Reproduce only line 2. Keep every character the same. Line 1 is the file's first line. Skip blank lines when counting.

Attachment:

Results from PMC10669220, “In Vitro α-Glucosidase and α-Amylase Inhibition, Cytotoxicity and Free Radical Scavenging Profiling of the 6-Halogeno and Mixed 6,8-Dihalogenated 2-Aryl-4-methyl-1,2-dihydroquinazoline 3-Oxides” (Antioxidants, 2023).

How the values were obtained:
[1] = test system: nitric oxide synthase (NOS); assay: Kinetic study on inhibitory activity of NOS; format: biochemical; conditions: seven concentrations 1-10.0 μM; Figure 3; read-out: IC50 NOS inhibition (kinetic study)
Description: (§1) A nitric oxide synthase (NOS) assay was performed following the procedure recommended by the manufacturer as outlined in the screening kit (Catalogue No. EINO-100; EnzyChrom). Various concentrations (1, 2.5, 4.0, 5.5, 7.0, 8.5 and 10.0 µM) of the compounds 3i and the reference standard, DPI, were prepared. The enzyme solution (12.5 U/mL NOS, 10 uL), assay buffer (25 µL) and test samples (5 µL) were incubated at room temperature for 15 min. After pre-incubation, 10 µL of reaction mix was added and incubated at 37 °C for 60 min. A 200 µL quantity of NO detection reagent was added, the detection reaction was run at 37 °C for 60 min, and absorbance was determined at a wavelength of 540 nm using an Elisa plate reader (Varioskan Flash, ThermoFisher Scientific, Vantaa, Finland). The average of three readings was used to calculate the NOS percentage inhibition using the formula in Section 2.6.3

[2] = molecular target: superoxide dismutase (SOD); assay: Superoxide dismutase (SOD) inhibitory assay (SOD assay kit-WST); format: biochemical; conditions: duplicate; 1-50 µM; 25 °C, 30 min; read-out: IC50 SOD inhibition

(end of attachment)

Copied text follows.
How the values were obtained: